The National Safe Boating Council (NSBC), a national catalyst for recreational boating safety, inducted Mary Carrier into the Boating Safety Hall of Fame, the organization’s most prestigious award recognizing those who provided vital leadership in making our waterways safer throughout their career.
Carrier has been instrumental in developing and implementing various components of boating safety programs to advance boating safety throughout the nation and the state of Texas. Carrier served in the United States Army for over twenty years and completed her career as a Training Advisor at Fort Shafter, Hawaii. After retiring from active duty, Carrier used her leadership skills and commitment to boating and water safety to develop outreach programs and hands-on training for recreational boaters.
“Mary has been an agent for change throughout her career,” said Stu Gilfillen, chair of the National Safe Boating Council. “Her induction into the Boating Safety Hall of Fame is a reflection of the trailblazer she is in every aspect of what she does – and on behalf of the entire board of the National Safe Boating Council, welcome!”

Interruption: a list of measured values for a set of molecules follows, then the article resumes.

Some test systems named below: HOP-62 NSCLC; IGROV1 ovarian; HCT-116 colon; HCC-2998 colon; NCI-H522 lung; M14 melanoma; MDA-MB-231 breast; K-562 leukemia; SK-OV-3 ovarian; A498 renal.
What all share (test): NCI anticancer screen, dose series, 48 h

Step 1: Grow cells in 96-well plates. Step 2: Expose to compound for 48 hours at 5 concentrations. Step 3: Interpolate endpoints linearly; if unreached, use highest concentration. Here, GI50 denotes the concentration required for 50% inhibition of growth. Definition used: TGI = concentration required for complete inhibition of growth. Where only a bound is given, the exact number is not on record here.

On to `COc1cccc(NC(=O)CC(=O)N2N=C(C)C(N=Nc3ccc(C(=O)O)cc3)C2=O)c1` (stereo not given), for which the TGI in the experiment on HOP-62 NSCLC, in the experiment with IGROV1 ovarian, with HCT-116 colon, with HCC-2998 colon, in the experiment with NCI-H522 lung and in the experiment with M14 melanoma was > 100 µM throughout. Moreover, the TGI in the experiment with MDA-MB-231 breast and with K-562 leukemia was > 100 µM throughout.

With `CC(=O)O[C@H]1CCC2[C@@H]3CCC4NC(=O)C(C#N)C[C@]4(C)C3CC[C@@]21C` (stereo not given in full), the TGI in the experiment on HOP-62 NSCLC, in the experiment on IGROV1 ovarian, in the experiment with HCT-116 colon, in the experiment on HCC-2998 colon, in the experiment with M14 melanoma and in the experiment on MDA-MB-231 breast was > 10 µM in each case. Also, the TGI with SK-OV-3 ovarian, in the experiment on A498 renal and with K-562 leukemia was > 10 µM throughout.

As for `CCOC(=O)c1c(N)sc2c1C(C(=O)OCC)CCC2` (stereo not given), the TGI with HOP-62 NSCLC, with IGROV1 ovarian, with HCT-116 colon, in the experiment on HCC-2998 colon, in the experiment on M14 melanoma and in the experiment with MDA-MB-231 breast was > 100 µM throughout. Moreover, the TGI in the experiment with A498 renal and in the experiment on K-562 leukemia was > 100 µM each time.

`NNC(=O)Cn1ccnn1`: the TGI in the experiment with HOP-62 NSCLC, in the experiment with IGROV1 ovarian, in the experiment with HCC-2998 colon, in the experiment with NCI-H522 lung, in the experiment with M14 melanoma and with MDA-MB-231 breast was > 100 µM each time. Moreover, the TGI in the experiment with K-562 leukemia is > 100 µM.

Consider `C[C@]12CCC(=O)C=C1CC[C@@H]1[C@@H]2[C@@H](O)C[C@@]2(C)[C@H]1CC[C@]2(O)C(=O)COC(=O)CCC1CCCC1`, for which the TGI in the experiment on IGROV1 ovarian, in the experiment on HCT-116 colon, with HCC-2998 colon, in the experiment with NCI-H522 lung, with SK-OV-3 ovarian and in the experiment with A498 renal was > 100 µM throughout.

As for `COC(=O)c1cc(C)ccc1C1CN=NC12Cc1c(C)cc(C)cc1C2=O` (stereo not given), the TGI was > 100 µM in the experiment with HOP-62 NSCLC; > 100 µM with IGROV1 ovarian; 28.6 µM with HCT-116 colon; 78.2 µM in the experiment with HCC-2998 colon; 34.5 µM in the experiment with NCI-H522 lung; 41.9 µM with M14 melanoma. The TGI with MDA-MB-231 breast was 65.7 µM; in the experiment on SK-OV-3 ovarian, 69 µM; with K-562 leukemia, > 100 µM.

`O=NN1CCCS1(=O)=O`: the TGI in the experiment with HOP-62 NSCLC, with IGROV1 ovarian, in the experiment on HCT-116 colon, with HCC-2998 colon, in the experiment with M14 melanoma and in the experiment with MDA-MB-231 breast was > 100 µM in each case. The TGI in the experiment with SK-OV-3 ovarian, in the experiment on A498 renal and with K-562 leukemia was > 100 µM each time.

Carrier has made a nationwide impact through involvement with national entities, including the U.S. Coast Guard Auxiliary, American Canoe Association, National Association of State Boating Law Administrators (NASBLA), National Safe Boating Council, and Safe Kids, as well as local organizations including Galveston Bay Sail & Power Squadron, The Single Sailors Association, The Texas Drowning Prevention Alliance, Coastal Brigade, and others.
She served as a NASBLA Charge Leader and was instrumental in efforts to build and update the boating safety dashboards on mandatory education and state reciprocity, which illustrate when a valid boating certification in one state is accepted in another state.
Since Carrier joined the U.S. Army at the age of 18, she has been a trailblazer for women.
“With courage, determination, and perseverance, Mary has renounced stereotypes and excelled in professions that have traditionally been the province of men.” said Peg Phillips, executive director of the National Safe Boating Council. “Of the 46 people that have been inducted, only 5 were women and none – until now – were people of color.”
The NSBC’s Boating Safety Hall of Fame was established in 1995 and recognizes individuals who have made, or continue to generate, substantial and lasting contributions toward the advancement of recreational boating safety. Learn more at https://www.safeboatingcouncil.org/about/boating-safety-hall-of-fame/.